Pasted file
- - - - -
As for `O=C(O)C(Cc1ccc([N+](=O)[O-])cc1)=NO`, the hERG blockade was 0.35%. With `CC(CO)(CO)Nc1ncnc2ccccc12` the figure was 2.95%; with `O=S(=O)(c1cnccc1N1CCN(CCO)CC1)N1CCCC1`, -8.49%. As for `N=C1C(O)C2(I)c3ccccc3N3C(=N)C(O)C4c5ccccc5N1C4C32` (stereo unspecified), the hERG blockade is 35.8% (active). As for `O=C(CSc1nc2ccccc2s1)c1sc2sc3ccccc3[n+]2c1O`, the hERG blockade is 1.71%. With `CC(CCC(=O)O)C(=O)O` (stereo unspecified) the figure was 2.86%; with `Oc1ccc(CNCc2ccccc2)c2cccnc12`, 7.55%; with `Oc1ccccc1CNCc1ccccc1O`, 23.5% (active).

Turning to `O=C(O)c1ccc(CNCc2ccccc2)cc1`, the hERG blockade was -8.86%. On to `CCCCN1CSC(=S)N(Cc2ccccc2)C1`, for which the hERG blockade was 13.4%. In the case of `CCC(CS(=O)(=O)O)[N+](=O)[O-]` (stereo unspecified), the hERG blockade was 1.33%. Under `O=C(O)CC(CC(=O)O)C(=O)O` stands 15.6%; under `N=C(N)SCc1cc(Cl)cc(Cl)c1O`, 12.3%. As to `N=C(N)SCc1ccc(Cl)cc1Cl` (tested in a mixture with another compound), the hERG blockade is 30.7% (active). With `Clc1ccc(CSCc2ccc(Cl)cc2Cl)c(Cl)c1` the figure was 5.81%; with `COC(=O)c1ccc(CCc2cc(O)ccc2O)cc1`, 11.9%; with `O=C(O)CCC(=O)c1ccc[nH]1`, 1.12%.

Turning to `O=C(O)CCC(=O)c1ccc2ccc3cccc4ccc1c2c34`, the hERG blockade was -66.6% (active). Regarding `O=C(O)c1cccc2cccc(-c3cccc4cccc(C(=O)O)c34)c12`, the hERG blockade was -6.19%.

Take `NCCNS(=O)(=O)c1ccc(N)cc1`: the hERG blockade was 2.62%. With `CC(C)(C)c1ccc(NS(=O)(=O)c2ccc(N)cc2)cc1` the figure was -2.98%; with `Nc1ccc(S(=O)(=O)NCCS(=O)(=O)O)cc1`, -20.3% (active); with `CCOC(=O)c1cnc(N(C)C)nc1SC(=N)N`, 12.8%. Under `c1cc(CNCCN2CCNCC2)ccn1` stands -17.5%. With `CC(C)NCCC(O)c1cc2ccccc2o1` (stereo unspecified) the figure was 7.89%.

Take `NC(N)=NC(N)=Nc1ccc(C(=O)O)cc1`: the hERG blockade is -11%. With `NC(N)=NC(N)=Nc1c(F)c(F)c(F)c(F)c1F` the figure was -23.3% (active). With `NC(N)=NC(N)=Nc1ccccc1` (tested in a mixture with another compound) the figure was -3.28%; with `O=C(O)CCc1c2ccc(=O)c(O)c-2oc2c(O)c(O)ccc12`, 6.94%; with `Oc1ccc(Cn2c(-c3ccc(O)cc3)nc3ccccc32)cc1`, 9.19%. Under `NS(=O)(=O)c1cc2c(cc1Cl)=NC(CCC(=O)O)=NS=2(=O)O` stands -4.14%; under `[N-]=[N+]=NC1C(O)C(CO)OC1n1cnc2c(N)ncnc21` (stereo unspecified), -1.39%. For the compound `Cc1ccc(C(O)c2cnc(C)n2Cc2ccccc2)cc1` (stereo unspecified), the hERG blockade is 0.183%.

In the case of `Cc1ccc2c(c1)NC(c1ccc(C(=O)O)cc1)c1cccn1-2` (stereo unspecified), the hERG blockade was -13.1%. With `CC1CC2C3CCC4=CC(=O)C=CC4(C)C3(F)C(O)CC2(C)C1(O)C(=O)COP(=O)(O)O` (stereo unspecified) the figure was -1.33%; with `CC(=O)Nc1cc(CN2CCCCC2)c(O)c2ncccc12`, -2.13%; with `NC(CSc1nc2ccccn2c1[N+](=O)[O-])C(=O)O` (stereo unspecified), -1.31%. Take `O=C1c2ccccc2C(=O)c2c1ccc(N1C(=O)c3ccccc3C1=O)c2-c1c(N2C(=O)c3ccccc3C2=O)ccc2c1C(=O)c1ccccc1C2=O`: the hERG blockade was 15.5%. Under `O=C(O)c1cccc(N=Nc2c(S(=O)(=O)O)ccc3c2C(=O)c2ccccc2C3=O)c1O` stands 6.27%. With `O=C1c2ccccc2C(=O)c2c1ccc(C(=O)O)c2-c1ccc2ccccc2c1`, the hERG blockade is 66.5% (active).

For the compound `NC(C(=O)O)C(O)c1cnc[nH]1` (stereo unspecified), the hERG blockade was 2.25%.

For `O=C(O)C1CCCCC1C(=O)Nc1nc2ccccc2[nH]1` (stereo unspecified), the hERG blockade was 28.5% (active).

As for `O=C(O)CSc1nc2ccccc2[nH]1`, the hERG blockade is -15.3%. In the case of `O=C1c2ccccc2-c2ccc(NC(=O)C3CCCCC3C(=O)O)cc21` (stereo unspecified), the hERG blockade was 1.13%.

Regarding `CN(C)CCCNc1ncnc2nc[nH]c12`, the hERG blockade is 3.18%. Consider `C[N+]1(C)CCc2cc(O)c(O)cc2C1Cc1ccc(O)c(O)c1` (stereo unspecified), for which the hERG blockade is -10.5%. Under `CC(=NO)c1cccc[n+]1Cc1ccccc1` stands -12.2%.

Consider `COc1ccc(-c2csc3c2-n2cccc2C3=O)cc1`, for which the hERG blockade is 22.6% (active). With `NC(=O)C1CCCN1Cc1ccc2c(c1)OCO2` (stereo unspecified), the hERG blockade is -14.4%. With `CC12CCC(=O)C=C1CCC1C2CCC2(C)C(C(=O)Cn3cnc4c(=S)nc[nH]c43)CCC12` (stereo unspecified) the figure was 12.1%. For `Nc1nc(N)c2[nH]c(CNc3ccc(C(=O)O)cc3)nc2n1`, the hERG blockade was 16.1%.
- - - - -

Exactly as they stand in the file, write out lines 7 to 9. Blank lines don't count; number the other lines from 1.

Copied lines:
For the compound `NC(C(=O)O)C(O)c1cnc[nH]1` (stereo unspecified), the hERG blockade was 2.25%.

For `O=C(O)C1CCCCC1C(=O)Nc1nc2ccccc2[nH]1` (stereo unspecified), the hERG blockade was 28.5% (active).

As for `O=C(O)CSc1nc2ccccc2[nH]1`, the hERG blockade is -15.3%. In the case of `O=C1c2ccccc2-c2ccc(NC(=O)C3CCCCC3C(=O)O)cc21` (stereo unspecified), the hERG blockade was 1.13%.